Thanksgiving, Looking Ahead to 2011.....
- Funwithfood Dec 6, 2010 09:25 PM
I cook a 50 hour Thanksgiving meal by myself (for my immediate family) which is wearisome.
Going out to eat is out of the question because my family doesn't think the food compares to mine (last year we went to Charlie Palmer's in OC). And to boot, there are no leftovers.
What can I do...every other year that would be fabulous, but could not be compared with my 8 course traditional Thanksgiving dinner? We like traditional/classic American cuisine. What about a stuffed turkey breast, like the one featured on the cover of Saveur?
Any help/advise is welcomed. I'd like to create other delicious traditions that are less time intensive.
Fast, Cheap, and Good... pick two. If it's fast and cheap, it won't be good. If it's cheap and good, it won't be fast. If it's fast and good, it won't be cheap. Fast, cheap and good... pick two words to live by. Cutting up the whole turkey will speed up the longest element, but that means less time for you to multi task. Quality takes time and eight courses require focus and timing. Be proud and continue a great holiday for your family.
How many people are eating?
It may not be traditional/classic American cuisine, but deep frying a turkey is much less time intensive. We do that every year, but then my husband favors a cajun-style Thanksgiving instead of traditional...
What do you serve in your current 8 course traditional menu? Perhaps you could start by just cutting courses or the number of dishes in each course?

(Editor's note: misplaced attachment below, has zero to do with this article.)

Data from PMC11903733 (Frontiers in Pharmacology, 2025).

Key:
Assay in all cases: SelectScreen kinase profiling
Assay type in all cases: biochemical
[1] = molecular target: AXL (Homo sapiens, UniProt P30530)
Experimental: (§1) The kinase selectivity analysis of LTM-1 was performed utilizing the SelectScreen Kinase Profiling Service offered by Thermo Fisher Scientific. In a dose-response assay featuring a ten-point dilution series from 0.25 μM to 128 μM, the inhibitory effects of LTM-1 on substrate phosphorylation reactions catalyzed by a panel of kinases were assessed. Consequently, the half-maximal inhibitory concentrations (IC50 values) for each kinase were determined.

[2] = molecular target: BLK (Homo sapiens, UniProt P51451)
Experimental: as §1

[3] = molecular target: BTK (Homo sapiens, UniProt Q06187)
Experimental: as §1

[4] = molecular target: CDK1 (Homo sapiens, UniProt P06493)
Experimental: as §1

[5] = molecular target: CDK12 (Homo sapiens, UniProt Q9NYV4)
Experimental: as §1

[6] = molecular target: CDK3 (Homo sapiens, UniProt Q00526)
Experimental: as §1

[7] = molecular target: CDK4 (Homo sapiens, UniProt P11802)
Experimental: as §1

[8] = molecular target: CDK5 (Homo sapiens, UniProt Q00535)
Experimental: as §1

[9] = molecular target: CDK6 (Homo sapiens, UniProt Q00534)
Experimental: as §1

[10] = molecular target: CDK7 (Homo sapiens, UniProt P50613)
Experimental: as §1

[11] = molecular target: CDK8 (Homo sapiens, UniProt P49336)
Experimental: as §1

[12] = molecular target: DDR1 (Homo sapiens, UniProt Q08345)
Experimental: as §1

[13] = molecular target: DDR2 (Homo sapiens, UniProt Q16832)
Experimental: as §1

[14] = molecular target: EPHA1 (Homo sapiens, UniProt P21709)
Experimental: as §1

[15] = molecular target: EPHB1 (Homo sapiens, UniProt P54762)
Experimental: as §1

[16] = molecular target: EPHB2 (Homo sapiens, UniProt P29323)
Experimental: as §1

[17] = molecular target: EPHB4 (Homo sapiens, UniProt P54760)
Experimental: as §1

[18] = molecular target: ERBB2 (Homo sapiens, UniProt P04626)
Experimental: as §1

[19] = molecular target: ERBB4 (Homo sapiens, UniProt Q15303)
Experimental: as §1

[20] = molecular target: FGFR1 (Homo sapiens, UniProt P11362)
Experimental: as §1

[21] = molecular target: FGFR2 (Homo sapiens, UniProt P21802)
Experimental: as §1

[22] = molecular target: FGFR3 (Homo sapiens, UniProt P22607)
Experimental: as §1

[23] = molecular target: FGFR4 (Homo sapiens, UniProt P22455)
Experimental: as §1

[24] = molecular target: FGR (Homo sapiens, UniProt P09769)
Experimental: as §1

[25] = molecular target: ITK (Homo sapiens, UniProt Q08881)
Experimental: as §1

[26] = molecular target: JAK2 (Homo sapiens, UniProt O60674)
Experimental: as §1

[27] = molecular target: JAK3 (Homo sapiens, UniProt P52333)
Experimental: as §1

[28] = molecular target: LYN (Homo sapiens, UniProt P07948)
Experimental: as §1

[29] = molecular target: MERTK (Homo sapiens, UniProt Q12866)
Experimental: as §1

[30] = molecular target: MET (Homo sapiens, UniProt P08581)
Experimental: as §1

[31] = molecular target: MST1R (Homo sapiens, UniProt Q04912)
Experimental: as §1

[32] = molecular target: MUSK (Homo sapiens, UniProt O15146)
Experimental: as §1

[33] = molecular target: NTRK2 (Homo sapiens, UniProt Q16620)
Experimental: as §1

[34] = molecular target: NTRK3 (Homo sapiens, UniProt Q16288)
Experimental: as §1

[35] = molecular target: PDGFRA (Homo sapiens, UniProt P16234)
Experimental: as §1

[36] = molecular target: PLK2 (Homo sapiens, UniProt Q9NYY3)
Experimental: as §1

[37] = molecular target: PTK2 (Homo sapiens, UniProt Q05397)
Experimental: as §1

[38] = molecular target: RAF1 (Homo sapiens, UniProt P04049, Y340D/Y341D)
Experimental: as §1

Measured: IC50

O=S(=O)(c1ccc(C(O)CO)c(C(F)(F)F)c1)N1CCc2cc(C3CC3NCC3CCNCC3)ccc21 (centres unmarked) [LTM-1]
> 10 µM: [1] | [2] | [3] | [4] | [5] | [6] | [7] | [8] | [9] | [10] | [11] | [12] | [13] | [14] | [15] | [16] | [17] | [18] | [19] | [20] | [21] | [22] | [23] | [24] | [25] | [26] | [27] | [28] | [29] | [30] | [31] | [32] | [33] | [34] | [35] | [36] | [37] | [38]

Why, why, why are you doing 8 courses? Thanksgiving is a time of conviviality and not formality, at least that is the case at our house. Three courses, max, if you must do courses. Myself, I have everyone serve him/herself from a sideboard. No first course. Guests are invited for 6:00 p.m. or so. Champagne is offered with only mixed nuts or popcorn. When it is time to eat, on the sideboard are placed the turkey, already sliced, the stuffing, the dressing (in the bird and out of the bird, but the same thing -- vegetarians to think of), the mashed potatoes, the roasted yams, the green veg (this year spinach with celery and pinenuts) and the bittersweet onions. No soup, nor salad. Have tried these in the past, but gave them up. Cranberry sauce or jelly (homemade) are on the table, as well as the relish tray, the gravy, and butter for the yeast rolls (homemade) that come to the table when they are done. Five or six pies for dessert, a separate course, is also served from the sideboard so that everyone can have some of this and a bit of that. We usually have from 15 to 22 guests, which is just the immediate family. With a smaller group I might be able to do courses, but not for this crowd. I may very well put in 50 hours of prep work (I've never counted it up), but it is spread out in a way that I can manage. I should add that these days I make only one of the pies (others make the others) and my son does the sweet potatoes (and two of the pies). Also, I save the pan drippings from the turkey to use next year. If stored in a glass container in the freezer, the drippings keep perfectly. I usually make the gravy on the Tuesday before Thanksgiving, having made turkey stock some time in October. Not fast, not cheap, but doable.